So it was nice to see Goode’s poster and have a great little chat about the differences between the tech generation (Gen X & Gen Y) and the non-native tech generation (Boomers and Seniors).  Also interesting was even the difference between the two tech generations.  Goode and I spoke about how the Gen X and Gen Y view “experts” and learning completely differently from each other despite both being considered technologically savvy generations.  The younger edge of Gen X and the all Gen Y groups do not see librarians, professors, teachers, etc. as “experts.”  Let me phrase it this way…. A Gen Y does not see the position of a teacher to be necessarily that of an expert.  An expert could be a teacher but they view many people beyond teacher as the expert and may even view somebody else as being a more knowledgeable and deserving of the expert status than than the teacher, especially in the same subject or field.  Gen Y are more willing to trust and ask group mind (peer thoughts and experience) rather than ask the teacher/instructor, even though the teacher is completely reachable by technology such as email or chat.

That mentality along with the technology skills and the method by which they retrieve and judge information really changes the way we librarians need to think of how we teach, help them find information and best serve them.  If you doubt this look at MEDLINE searching classes and how librarians have had to adapt them to keep pace with the different generations now taking them.  We cannot lecture or teach how to search using the same methods we taught the Baby Boomers, it doesn’t work.  We have all experienced the students 3 steps ahead of us on the computers or checking email while we are talking. Some find locking computers down until they are ready to teach the next step effective, I find this just causes them to tune out or fall asleep.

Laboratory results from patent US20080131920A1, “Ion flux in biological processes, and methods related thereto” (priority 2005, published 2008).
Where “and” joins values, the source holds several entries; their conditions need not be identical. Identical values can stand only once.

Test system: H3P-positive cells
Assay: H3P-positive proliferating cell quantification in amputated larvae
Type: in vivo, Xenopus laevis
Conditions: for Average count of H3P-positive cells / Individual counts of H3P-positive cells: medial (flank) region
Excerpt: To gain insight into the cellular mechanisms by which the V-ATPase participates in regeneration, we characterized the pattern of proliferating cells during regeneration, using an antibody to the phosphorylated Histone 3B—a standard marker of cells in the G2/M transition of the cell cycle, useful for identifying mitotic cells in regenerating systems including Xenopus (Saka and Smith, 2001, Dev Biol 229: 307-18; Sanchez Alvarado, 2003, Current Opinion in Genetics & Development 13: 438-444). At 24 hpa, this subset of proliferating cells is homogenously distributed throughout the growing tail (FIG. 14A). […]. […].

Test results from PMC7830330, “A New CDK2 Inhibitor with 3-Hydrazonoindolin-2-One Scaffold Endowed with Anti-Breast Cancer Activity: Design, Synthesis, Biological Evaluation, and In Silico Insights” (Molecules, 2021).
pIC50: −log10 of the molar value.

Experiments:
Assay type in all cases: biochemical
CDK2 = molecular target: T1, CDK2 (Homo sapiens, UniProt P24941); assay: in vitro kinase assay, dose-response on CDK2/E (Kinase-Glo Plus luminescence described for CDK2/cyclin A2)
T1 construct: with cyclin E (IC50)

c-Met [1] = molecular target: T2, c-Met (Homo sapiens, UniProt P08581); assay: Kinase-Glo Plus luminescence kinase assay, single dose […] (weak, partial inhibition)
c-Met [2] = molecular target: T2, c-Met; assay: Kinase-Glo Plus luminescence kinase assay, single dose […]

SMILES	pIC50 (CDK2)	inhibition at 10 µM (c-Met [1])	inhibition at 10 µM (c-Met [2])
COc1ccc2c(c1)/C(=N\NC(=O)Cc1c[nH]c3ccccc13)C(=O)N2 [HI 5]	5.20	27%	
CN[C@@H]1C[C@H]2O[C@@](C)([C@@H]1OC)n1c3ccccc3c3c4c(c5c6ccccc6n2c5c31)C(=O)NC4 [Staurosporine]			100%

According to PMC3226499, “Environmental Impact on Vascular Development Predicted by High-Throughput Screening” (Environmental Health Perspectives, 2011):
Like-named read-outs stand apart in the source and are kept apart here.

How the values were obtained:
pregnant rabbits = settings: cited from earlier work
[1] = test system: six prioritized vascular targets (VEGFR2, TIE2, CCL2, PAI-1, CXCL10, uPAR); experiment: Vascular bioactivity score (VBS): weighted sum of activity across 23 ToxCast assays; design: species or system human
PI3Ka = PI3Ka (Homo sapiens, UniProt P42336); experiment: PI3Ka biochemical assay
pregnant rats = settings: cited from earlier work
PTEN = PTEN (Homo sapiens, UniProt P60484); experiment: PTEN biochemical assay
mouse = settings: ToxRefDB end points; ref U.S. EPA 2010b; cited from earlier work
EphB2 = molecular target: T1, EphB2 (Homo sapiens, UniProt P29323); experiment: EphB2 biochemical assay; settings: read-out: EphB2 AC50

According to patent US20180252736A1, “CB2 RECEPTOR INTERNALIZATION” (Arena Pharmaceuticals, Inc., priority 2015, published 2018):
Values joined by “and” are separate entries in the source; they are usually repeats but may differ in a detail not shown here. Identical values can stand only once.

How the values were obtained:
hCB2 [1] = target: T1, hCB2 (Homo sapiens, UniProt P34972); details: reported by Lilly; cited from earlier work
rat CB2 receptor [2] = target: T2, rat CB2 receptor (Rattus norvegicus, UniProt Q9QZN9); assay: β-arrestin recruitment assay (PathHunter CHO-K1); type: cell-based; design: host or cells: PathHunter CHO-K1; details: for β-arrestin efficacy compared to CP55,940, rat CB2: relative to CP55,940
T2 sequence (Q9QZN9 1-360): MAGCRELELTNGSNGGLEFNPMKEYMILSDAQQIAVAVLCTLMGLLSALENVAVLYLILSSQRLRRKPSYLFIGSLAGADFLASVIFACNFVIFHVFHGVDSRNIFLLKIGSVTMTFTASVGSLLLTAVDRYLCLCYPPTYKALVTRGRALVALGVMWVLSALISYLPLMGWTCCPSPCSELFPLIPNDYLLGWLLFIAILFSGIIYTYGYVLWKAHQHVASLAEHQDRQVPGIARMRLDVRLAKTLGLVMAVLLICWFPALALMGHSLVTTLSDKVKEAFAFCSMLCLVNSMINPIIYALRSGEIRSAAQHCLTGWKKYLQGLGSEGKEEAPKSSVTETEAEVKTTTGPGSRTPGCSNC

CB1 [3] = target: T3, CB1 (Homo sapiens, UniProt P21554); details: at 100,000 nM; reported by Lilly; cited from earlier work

I am glad to have stumbled upon this poster because I think Goode’s information is important for us to remember when we consider the users of our libraries.

Having MLA 2010 in our nation’s capital provided exciting opportunities; good restaurants, solid public transportation, and a sighting of Magic Johnson.  I missed out on seeing Mr. Johnson, unfortunately, but it was because I was taking advantage of the ultimate unique Washington opportunity: visiting Capitol Hill and stopping by the offices of my Wisconsin government representatives: Congresswoman Tammy Baldwin and Senator Russ Feingold.  MLA’s Government Relations committee gave an update to those who had pledged to visit the Hill on key issues pertinent to medical librarians.  The primary focus is/was on stating our support for increased funding for NIH and NLM in the next Appropriations Bill and on promoting the Federal Research Public Access Act (FRPAA).

Although there is basic security in place (your bag goes through an x-ray machine, and yourself through a metal detector), I was impressed with how accessible the Senate and House office buildings (there are multiple on each side) are.  The only issue was that the two are on their respective sides of the Capitol building, and so there was a little bit of a walk in the DC heat…But I had set up appointments with staff members at both offices and made it between the two with enough time to spare to enjoy the scenery, which included the Capitol, the Library of Congress, and the Supreme Court.